How should a teacher best manage iPads in a school classroom? iPad management in schools is likely to undergo some revisions soon, but these five tips should help make the task of iPad management a little easier for you in the meantime.
Place restrictions on classroom iPads
Whether you manage devices and profiles centrally or by individual device, you’ll want to put some thought into how to set the restrictions on iPad use. Of course, the restrictions will be different depending on the users and what they should be doing with the iPad.
If you’re assigning restrictions directly on the iPad itself, go to the Settings menu, and tap General on the left. Tap Restrictions, and you’ll get the pane shown here. You’ll be required to set a passcode that can be used later to change or delete restrictions.
Here’s a quick look at some of the most important restrictions:
Disallow apps such as Safari (in case you want to use a different, filtered browser), FaceTime, and the iTunes Store.
Disable the camera and FaceTime.
Install and/or delete apps.
Disable multiplayer games in Game Center.
You can choose to prevent changes to the following settings and accounts:
Location Services (a good idea if students are posting any data to the web that contains geolocation data, such as photos)
Mail, Contacts, Calendars, iCloud, and/or Twitter accounts
In addition, you can choose to prevent access to specific content types, such as music and podcasts, movies, TV shows, and more.
Track missing classroom iPads with Find My iPad
Activating Find My iPad can be a valuable tool for tracking down lost iPads on campus or off. You need an iCloud account to use it; then you can log in to iCloud on any browser, and it will show you the location of your iPad on a map if and when it’s powered on.
Go to Settings on your iPad, tap iCloud, and enable Find My iPad. Then, if you misplace the iPad, sign in to iCloud from any web browser on a Mac or PC to display the approximate location of your iPad on a map. Find My iPad will allow you to play a beep, display a message, lock your iPad remotely, or even wipe your data off it.
Manage classroom iPad updates and synchronization
Everything changes so quickly, doesn’t it? Fortunately, you have two options for syncing content such as apps, books, music, and photos:
Tethered syncing: You can sync by connecting an iPad to a computer with iTunes or connecting a cart of iPads to that computer, assuming that the cart supports syncing. Use iTunes on your computer to identify the devices and content to sync.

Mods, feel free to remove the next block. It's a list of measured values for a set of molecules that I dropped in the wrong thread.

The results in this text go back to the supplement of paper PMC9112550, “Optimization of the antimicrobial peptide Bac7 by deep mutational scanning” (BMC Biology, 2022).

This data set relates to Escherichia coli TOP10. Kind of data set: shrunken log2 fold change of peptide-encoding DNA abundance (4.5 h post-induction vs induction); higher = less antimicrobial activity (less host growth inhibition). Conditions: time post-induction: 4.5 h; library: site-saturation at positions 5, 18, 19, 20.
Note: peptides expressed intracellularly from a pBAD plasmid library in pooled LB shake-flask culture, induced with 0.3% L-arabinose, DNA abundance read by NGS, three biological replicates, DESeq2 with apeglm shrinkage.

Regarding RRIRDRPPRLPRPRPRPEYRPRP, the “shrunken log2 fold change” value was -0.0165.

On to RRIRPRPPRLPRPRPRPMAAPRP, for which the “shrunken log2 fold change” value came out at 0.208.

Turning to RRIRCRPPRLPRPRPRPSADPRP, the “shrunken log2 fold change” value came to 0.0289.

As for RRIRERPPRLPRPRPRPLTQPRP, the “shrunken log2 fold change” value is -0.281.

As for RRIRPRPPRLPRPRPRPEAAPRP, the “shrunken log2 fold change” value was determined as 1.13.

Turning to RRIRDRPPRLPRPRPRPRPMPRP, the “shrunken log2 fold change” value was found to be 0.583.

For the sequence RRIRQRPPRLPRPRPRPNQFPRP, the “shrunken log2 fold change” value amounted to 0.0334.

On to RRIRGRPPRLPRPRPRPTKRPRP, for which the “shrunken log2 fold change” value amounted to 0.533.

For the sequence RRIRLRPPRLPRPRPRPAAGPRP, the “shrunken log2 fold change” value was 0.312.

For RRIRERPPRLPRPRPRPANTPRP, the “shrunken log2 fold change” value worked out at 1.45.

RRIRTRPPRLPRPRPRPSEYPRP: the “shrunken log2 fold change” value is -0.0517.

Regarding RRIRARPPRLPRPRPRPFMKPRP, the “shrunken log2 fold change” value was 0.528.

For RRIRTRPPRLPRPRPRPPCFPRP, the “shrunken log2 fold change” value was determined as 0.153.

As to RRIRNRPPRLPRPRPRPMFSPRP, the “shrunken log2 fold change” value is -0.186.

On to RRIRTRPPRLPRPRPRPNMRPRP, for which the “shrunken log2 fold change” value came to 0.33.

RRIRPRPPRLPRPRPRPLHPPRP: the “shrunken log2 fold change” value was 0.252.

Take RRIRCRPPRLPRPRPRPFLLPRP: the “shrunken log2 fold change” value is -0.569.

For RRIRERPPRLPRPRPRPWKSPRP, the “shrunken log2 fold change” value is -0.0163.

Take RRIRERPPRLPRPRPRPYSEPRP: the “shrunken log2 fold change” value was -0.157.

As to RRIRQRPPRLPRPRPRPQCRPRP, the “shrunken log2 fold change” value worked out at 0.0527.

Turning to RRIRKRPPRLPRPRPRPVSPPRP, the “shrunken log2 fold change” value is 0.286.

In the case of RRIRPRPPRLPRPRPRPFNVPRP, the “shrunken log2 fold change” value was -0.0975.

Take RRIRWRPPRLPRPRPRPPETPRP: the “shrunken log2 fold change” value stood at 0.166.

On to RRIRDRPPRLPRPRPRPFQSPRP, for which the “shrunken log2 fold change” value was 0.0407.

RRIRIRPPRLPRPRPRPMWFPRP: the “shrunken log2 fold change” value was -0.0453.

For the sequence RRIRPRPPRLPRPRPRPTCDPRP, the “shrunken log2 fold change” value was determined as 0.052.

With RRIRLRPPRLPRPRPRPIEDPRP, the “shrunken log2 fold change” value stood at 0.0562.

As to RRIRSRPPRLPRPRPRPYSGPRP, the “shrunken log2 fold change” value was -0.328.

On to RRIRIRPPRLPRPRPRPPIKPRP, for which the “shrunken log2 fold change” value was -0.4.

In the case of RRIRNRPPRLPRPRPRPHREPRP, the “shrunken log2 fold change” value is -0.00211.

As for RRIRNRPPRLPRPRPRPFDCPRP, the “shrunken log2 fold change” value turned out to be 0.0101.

Wireless syncing: It’s best to rely on wireless syncing only for smaller deployments because it will devour your bandwidth. However, if that’s your situation, it’s simple to set up, and it will save lots of time.
Here’s how to set up wireless syncing:
Connect your computer to a wireless network, and open iTunes.
Tap to open Settings and then select General.
Tap the iTunes Wi-Fi option in the right panel.
You’ll see a list of all computers available on the Wi-Fi network.
Select one, and tap the Sync Now button.
If you don’t have iOS 6 installed, one of the best reasons to install it is that app updates no longer require an iTunes password. The huge advantage from an educational standpoint is that teachers can simply and immediately update classroom iPads as needed.
Identify your classroom iPads
Each iPad has a specific name. If you open Settings and tap General and then About, the name is the first item that appears in the pane on the right. However, when you need to quickly identify an iPad to hand out to a student, that takes too many steps. Sure, you can put a sticker on them (the iPads, not the kids!), but stickers fall off.
Some schools identify iPads by creating an image with a number on it and setting it as the wallpaper. That way, as soon as you turn the iPad on, the number shows up on the screen. A nice idea.
Why not take this idea a step further and use a little introductory lesson that is also educational? Why not use the opportunity to have the students tell you something about themselves or their interests? Have them find an image that represents something meaningful to them — a fun task that can be done at home with a parent or relative.
Use an app such as Skitch (a free art app) to combine the image with text containing a fact or some identifiable information about the image. It might be something about the student’s favorite car, hero, or pet. Set the image as the iPad wallpaper or Lock screen. The students will be extremely motivated and identify more with their particular iPads.
Managing classroom iPad content with e-mail
iPads don’t have a standard login or file system, so it can be a challenge moving content off the iPad for submissions to teachers or backup. One tool that’s available in almost every iPad is e-mail, and it can always be used to move content whether you actually e-mail it to a teacher or to a cloud storage service.
To enable e-mail, however, you need to ensure that each iPad has an e-mail account configured. Most schools prefer to restrict that account to outgoing mail. Set up each iPad with an outgoing e-mail account create one account an a custom e-mail signature that identifies the iPad (for example, “Sent from Norwood MS, 7th grade iPad #17”).
Self-management of classroom iPads
Managing tens and hundreds of iPads can be a difficult process with any tool. Some schools have decided to let older students manage the devices themselves. They are responsible for downloading and updating apps, updating operating systems, and more. Theoretically, you could still set the devices up with some limited restrictions if needed and then just hand them over to the students.